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Income inequality is surging, and there are few countries where it is rising faster than the United States. The distance between rich and poor is greater in America than nearly all other developed countries, making the US a leader in a trend that economists warn has dire consequences. GlobalPost sets out on a reporting journey to get at the ‘ground truth’ of inequality through the lenses of education, race, immigration, health care, government, labor and natural resources. The hope is to hold a mirror up to the US to see how it compares to countries around the world.
In a deeply red state that is also part of President Obama's heritage, residents grapple with the government's inability to stem America's rising inequality.
Comparing the Divide: President Barack Obama’s mother was from Kansas, and his father was from Kenya. As Obama prepares to deliver the first State of the Union address of his second term, stories of income inequality from Topeka and Nairobi offer insight into two distant places with a strikingly similar Gini coefficient (.425 in Topeka and .428 in Kenya) where many hope Obama can help reverse a global trend of rising inequality — while others see it as beyond his reach or responsibility.
Steve, one of Topeka's many homeless, is originally from Monterey, CA, but has been living with half a dozen friends underneath the Kansas Bridge for the past six months.
TOPEKA, Kansas — The roar of passing cars and trucks echo beneath the Kansas Bridge, the drivers unaware that just below their wheels lies a makeshift encampment where half a dozen homeless men and women have found shelter.
“You get used to it,” said Steve, who asked to be identified by his first name only, gesturing towards the reverberating thunder above. His worn face is half-hidden beneath a blue knit cap as he lights a cigarette. Two years ago, Steve lost his factory job, and a year later his house.
Winter in Topeka brings a dry, biting cold, and the winds whip beneath the tunnel even in the warmest part of the day. Jackets, some canned food, a broken computer monitor and an empty toolbox lay stacked against a nearby support beam, the meager belongings of those who call this lonely outpost home.
“Before it was racial, now it’s economic. We’ve got a new generation of poverty.”~Sheila McDonald
While nationwide homelessness actually decreased by one percent between 2009 and 2011 — the result of significant federal investment — the tattered ranks of Kansas’ homeless and hungry are swelling, especially among families. During those same years the total meals served at the Topeka Rescue Mission rose 25 percent, and those seeking shelter rose 15 percent. Unable to accommodate the growing need, the Mission is adding on a new building with 170 additional beds.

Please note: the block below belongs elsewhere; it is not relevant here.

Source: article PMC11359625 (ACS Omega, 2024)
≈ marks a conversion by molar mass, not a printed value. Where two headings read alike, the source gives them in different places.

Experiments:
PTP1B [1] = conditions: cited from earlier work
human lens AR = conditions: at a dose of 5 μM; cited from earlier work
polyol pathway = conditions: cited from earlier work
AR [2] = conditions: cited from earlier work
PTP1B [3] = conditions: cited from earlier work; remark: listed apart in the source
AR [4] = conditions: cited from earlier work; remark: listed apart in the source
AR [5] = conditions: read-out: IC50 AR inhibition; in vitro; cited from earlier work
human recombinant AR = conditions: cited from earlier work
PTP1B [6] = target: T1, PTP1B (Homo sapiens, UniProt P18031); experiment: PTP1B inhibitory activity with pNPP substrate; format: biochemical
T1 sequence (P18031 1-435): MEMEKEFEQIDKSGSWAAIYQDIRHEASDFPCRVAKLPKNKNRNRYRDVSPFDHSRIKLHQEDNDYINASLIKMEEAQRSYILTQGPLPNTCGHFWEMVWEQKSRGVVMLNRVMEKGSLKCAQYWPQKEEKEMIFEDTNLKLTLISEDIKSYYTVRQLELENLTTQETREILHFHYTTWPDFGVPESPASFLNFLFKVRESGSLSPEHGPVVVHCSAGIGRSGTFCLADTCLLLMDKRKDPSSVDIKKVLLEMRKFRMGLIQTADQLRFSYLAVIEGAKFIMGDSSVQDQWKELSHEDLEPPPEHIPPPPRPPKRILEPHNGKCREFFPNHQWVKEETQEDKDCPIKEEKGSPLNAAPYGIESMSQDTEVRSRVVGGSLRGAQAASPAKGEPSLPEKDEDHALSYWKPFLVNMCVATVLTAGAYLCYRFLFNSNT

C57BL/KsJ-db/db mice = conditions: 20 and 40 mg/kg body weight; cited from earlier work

“It’s indicative of what’s going on here,” says Mark DeGroff, director of communications for the Topeka Rescue Mission, who says he worries that rising income inequality is leaving too many Americans without their most important asset — a home.
The defining issue of our time
Just over a year ago, President Obama spoke to a crowed gathered in the small, eastern Kansas town of Osawatomie, calling growing inequality “the defining issue of our time.” Incomes of the top one percent have more than doubled in the last decade, while the average income has fallen by six percent.
“This is a make-or-break moment for the middle class, and for all those who are fighting to get into the middle class. Because what's at stake is whether this will be a country where working people can earn enough to raise a family, build a modest savings, own a home, secure their retirement,” Obama said.
Osawatomie was chosen for its historic and political resonance. More than a century ago Teddy Roosevelt issued a sounding call for progressive reforms from this same town to a crowd of more than 30,000. The former president called for government regulation of business and labor, and a “graduated income tax on big fortunes,” ideas Obama has also pushed.
The setting also put a spotlight on Obama’s Kansas roots – his mother was from Wichita, her father from El Dorado, and her mother from Augusta. Many here lay claim to Obama as a native son, an identification the 44th president sought to capitalize on: “I like to say that I got my name from my father, but I got my accent — and my values — from my mother.”
On an average morning in Kenya’s capital the streets buzz with the call of matatu drivers, Nairobi’s informal system of minibuses, hawkers selling magazines and chewing gum, and the hiss of oil as raw dough hits the frying pan that an aproned woman has set up on the sidewalk. On the surface this frenetic activity has little in common with Topeka’s understated, orderly industry, yet both places share a Gini coefficient — the standard measure of inequality — of .43.
Obama, too, links these two disparate places. His father was born on the shores of Lake Victoria in western Kenya, before attending college in the United States where he met and married the president’s mother.
Separate and unequal
In Auburn-Washburn, one of Topeka’s most affluent neighborhoods, towering reconstructions of English Tudor estates butt up against French-inspired chateaus, each opening out onto a private, manmade lake. Lenice Massey, now 94 and a great grandmother, has owned three homes in the neighborhood since she first moved here in 1951.